How To Really Practice Practical Mindfulness

by Dani Katz
Ever since a movie star wrapped herself in a pitch-perfect lotus position topped off with a beatific smile for the cover of Time magazine, mindfulness is rocking some serious mainstream momentum. No longer relegated to cultural outcasts like stinky hippies and mountain top isolated monks who surrender their hair, sleeves and orgasms to the pursuit of enlightenment, the concept of mindfulness has transcended the fringes, thus beckoning the common man towards the cultivation of presence. 

Yay. 

Mindfulness is an especially useful tool in our otherwise hyper-accelerated, tech-driven culture. People who cultivate deeper and more expansive levels of presence, which – essentially – is what mindfulness is, report lower levels of stress, anxiety and depression, while experiencing increased creativity, productivity, immune response and overall wellbeing, in addition to being way more fun to hang out with, because wouldn’t we all rather share tea and raspberries with someone who willingly and effortlessly focuses their attention on us and only us; holding eye contact and actively listening while nodding when appropriate, raising an eyebrow every now and again, and asking probing questions that allow us to see ourselves from different angles? Would we all prefer that over caffeinated dirt water shared with some scattered, jittery type who seems perpetually distracted by something just over our shoulder, or his smart phone, or his cuticles, and who clearly isn’t tracking a word we’re saying because when we ask him for feedback, he merely grunts, “Huh? What was that?” 

Presence allows us an escape hatch from our otherwise neurotic or – at the very least – overactive minds, guiding us into the present moment by way of a deeper awareness of our surroundings, our senses and our Selves. When we are present, we are mindful, and when we are mindful, we make room for things like inspiration and synchronicity and A-HAs and invention, because those energies like to slip in through various side doors that we can’t unlock when we’re distracted and thinky-like. But, mindfulness takes practice, and meditating can be daunting. And even for those of us who do meditate, twenty minutes spent watching the rise and fall of our bellies as the sun rises doesn’t necessarily lead to full-fledged twenty-four/seven mindfulness without a little extra effort. And this is why we’ve taken to making up our own mindfulness clues – breadcrumbs of awareness that allow us to expand into the present moment at least several times a day, en route to all day, every day, which we’re pretty sure will make us enlightened. Like, any second now. Here are a few of our favorites:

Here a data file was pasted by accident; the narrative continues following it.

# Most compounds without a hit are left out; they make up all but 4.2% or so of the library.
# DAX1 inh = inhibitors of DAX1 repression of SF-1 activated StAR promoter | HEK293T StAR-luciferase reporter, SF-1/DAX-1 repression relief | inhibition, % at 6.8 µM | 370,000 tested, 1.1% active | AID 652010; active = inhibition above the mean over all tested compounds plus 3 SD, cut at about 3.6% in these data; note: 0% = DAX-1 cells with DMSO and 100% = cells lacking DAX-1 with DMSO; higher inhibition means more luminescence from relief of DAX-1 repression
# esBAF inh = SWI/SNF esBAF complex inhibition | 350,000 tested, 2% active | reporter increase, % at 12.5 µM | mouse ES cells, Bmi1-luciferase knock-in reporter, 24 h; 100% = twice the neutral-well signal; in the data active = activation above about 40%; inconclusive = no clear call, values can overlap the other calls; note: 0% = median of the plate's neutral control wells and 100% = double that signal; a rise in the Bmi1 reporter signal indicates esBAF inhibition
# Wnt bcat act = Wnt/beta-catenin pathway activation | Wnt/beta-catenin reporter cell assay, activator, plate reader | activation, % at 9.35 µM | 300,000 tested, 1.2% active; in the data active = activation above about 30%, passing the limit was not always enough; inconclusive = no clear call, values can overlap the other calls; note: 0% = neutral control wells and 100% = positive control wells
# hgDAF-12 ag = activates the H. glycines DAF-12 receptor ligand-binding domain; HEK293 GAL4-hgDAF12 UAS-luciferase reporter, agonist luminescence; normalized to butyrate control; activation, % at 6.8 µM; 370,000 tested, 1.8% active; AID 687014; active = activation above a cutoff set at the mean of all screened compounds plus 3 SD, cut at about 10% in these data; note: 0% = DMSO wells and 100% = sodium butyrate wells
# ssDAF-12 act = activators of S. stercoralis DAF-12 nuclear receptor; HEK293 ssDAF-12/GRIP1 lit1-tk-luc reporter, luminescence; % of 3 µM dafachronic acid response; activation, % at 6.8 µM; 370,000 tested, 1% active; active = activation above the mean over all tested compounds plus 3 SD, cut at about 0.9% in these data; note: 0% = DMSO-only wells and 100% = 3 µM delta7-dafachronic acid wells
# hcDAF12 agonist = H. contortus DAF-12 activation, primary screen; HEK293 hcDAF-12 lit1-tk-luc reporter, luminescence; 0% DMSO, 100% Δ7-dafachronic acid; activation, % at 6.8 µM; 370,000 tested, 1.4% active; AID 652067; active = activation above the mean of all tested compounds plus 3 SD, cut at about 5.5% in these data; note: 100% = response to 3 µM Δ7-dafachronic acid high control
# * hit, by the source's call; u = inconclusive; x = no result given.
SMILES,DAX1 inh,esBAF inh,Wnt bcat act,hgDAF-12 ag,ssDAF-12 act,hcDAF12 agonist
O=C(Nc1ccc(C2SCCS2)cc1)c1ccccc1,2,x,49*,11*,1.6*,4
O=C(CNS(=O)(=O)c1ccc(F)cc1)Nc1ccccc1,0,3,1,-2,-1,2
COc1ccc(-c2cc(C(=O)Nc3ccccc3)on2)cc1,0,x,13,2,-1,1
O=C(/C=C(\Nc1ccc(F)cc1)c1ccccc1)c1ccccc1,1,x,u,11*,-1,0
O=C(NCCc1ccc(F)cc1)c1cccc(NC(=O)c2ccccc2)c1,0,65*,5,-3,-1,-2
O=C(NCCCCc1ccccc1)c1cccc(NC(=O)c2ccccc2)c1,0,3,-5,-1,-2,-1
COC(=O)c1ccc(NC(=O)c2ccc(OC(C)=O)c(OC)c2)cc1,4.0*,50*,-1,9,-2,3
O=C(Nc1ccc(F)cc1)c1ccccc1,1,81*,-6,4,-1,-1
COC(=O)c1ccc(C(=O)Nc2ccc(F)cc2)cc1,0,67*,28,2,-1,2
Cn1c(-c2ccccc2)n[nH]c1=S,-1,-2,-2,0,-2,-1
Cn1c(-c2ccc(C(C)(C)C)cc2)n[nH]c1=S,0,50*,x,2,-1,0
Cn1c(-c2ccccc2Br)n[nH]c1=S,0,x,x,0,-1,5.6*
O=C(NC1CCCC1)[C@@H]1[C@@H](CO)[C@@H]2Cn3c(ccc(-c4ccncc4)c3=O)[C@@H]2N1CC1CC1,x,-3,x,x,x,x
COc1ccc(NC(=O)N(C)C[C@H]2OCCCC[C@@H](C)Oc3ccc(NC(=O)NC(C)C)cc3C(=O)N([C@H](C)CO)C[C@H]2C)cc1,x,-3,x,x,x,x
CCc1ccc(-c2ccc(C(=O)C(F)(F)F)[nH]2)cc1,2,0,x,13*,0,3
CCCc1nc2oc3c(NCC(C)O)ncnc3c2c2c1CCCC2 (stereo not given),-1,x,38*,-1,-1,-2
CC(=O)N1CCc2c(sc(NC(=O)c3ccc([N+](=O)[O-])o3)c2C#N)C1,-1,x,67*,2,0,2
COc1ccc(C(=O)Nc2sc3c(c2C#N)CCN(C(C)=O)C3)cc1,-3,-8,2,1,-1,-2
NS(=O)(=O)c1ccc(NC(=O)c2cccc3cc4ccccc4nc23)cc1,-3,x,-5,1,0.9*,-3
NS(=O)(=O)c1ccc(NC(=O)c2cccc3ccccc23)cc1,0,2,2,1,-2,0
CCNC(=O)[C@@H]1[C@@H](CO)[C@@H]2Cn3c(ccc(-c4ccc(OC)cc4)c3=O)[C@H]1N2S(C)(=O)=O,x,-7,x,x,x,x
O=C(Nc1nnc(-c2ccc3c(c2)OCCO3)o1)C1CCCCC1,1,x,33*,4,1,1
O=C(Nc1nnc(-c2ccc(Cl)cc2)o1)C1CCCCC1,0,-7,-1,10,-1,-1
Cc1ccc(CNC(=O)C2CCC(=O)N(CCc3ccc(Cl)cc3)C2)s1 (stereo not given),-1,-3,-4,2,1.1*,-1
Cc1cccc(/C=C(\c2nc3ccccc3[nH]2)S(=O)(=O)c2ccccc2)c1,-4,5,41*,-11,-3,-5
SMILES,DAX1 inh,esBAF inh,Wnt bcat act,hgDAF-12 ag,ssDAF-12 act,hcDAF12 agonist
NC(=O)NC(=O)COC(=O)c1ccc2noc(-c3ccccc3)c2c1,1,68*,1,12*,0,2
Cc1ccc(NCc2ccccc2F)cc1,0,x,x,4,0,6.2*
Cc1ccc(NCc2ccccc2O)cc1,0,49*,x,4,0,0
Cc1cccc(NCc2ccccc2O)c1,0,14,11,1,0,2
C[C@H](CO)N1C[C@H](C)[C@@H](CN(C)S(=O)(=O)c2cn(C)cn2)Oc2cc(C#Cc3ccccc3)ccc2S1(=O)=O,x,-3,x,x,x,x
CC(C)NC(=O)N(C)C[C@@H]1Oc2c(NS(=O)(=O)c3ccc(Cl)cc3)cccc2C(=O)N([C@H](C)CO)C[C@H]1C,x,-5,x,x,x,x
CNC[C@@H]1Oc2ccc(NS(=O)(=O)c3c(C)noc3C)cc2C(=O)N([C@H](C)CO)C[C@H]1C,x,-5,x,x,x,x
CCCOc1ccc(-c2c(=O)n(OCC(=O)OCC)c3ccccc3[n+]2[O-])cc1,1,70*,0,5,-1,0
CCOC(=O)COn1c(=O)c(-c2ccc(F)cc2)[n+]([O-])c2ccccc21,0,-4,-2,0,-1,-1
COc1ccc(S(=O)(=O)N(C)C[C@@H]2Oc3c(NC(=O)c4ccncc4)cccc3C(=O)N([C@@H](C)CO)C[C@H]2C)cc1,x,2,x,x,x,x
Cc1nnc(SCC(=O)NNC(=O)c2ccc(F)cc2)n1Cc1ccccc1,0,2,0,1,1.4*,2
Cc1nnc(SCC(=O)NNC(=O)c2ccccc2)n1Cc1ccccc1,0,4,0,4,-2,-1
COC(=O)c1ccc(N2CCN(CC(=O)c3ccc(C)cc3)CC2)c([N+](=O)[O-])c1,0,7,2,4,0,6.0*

3:33

Given the ubiquity of smart phones and tablets, digital time displays abound. We like to take advantage of those moments when the numbers are all the same: 11:11, 2:22, 5:55, as reminders to expand our awareness into the present moment, into our bodies, and into the spaces we are inhabiting, and to clear our minds and simply Be. You know, basic mindfulness stuff.
 
 

Your favorite band

You’re out running errands, and you catch a Radiohead lick streaming from the overhead speakers. Because Radiohead is not only your favorite band, it’s your mindfulness cue, you take pause, feeling the connection of your feet on the earth, the subtle balance between the balls and the heels, noting how you’re weight is balanced between. Now, you think to yourself as Thom Yorke laments the inconvenience of his fame. Now…now…
 

Before you eat

Just before you bring that first forkful of curried squash to your mouth is a most excellent time to connect with the present moment. Maybe it’s a mindful inhale, a positive intention, or a(n admittedly freaky-deaky) vegetable blessing. The specifics of the practice don’t much matter, it’s more the pause that carries the mojo. Plus, given that we do it three times a day (not counting snacks and tea), choosing a mealtime mindfulness practice ensures multiple moments of present moment awareness throughout the day. Multitasking rocks.
 

Black cat crossing

While ancient superstition would have us believe that seeing a black cat cross one’s path is bad luck, we’ve chosen to rebrand the occurrence as a Now Moment Signaling Opportunity (NMSO). For us, black cats are synonymous with the practice of rooting into the earth and scanning the body for sensations, while focusing on the rise and fall of our bellies. In this way, black cats are our mindfulness coaches, offering us opportunities to dive more fully into the present moment by simply slinking by our eye lines, rendering black cats lucky, if not downright auspicious.
 

When you’re stuck in traffic 

Whether you’re crawling through rush hour in your Volvo, or crammed into the Metro with half the city, the time we spend en route to work makes for excellent mindfulness cultivation practice. Maybe it’s three rounds of a Sanskrit mantra, or a personal intention we’ve set for ourselves. Maybe it’s simply three deep breaths, or the focusing of our awareness on our big toes.
 
Again, the method doesn’t matter so much as the consistency, because the more instances of mindful we gather, the more mindful we ultimately become, and the momentum of mindfulness is nothing short of absolute bliss, because as our enlightened friend Osho was fond of saying, You’re mind is not your friend, and because the present moment is where all the fun’s at.
 
What are some NMSOs you can think of to bring yourself into the present?
 
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